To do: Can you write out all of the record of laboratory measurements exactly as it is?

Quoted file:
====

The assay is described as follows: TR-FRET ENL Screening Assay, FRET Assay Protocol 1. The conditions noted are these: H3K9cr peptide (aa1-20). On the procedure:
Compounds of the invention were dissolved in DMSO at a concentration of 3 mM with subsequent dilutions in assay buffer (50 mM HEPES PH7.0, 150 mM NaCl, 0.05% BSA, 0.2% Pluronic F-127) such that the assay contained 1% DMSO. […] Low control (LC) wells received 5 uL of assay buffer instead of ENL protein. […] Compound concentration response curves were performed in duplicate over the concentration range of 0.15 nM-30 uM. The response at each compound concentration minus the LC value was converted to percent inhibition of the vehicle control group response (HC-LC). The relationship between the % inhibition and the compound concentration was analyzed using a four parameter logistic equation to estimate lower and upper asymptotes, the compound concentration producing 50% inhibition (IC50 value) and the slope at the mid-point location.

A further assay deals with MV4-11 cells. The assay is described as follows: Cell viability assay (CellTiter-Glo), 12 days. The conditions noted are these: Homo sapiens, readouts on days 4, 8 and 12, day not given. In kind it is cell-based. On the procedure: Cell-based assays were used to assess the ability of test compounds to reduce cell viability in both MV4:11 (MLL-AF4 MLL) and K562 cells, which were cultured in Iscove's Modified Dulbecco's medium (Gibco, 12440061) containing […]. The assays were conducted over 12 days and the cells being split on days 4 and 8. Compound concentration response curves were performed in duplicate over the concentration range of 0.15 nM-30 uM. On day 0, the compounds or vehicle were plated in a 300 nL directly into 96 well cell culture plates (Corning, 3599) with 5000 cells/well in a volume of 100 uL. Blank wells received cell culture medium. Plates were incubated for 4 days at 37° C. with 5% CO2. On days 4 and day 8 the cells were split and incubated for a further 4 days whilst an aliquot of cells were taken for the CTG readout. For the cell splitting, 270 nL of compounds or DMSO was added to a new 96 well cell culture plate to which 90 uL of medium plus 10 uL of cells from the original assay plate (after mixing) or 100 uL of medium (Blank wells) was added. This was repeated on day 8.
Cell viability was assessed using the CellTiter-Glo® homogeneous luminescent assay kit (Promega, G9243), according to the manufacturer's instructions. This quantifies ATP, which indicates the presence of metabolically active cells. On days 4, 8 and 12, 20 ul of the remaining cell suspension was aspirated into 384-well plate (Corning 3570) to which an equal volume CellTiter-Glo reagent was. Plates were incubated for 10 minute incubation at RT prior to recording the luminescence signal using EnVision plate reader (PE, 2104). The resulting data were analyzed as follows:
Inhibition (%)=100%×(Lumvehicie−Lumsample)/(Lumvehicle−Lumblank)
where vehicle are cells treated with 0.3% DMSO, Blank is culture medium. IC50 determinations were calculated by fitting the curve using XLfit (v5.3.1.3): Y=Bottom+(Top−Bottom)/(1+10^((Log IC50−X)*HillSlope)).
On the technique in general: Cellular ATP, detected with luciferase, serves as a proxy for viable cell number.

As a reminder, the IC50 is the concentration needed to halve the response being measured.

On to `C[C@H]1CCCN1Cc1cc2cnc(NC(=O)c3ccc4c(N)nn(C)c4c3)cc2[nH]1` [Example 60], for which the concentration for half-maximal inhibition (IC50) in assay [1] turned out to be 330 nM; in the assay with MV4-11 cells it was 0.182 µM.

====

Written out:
The assay is described as follows: TR-FRET ENL Screening Assay, FRET Assay Protocol 1. The conditions noted are these: H3K9cr peptide (aa1-20). On the procedure:
Compounds of the invention were dissolved in DMSO at a concentration of 3 mM with subsequent dilutions in assay buffer (50 mM HEPES PH7.0, 150 mM NaCl, 0.05% BSA, 0.2% Pluronic F-127) such that the assay contained 1% DMSO. […] Low control (LC) wells received 5 uL of assay buffer instead of ENL protein. […] Compound concentration response curves were performed in duplicate over the concentration range of 0.15 nM-30 uM. The response at each compound concentration minus the LC value was converted to percent inhibition of the vehicle control group response (HC-LC). The relationship between the % inhibition and the compound concentration was analyzed using a four parameter logistic equation to estimate lower and upper asymptotes, the compound concentration producing 50% inhibition (IC50 value) and the slope at the mid-point location.

A further assay deals with MV4-11 cells. The assay is described as follows: Cell viability assay (CellTiter-Glo), 12 days. The conditions noted are these: Homo sapiens, readouts on days 4, 8 and 12, day not given. In kind it is cell-based. On the procedure: Cell-based assays were used to assess the ability of test compounds to reduce cell viability in both MV4:11 (MLL-AF4 MLL) and K562 cells, which were cultured in Iscove's Modified Dulbecco's medium (Gibco, 12440061) containing […]. The assays were conducted over 12 days and the cells being split on days 4 and 8. Compound concentration response curves were performed in duplicate over the concentration range of 0.15 nM-30 uM. On day 0, the compounds or vehicle were plated in a 300 nL directly into 96 well cell culture plates (Corning, 3599) with 5000 cells/well in a volume of 100 uL. Blank wells received cell culture medium. Plates were incubated for 4 days at 37° C. with 5% CO2. On days 4 and day 8 the cells were split and incubated for a further 4 days whilst an aliquot of cells were taken for the CTG readout. For the cell splitting, 270 nL of compounds or DMSO was added to a new 96 well cell culture plate to which 90 uL of medium plus 10 uL of cells from the original assay plate (after mixing) or 100 uL of medium (Blank wells) was added. This was repeated on day 8.
Cell viability was assessed using the CellTiter-Glo® homogeneous luminescent assay kit (Promega, G9243), according to the manufacturer's instructions. This quantifies ATP, which indicates the presence of metabolically active cells. On days 4, 8 and 12, 20 ul of the remaining cell suspension was aspirated into 384-well plate (Corning 3570) to which an equal volume CellTiter-Glo reagent was. Plates were incubated for 10 minute incubation at RT prior to recording the luminescence signal using EnVision plate reader (PE, 2104). The resulting data were analyzed as follows:
Inhibition (%)=100%×(Lumvehicie−Lumsample)/(Lumvehicle−Lumblank)
where vehicle are cells treated with 0.3% DMSO, Blank is culture medium. IC50 determinations were calculated by fitting the curve using XLfit (v5.3.1.3): Y=Bottom+(Top−Bottom)/(1+10^((Log IC50−X)*HillSlope)).
On the technique in general: Cellular ATP, detected with luciferase, serves as a proxy for viable cell number.

As a reminder, the IC50 is the concentration needed to halve the response being measured.

On to `C[C@H]1CCCN1Cc1cc2cnc(NC(=O)c3ccc4c(N)nn(C)c4c3)cc2[nH]1` [Example 60], for which the concentration for half-maximal inhibition (IC50) in assay [1] turned out to be 330 nM; in the assay with MV4-11 cells it was 0.182 µM.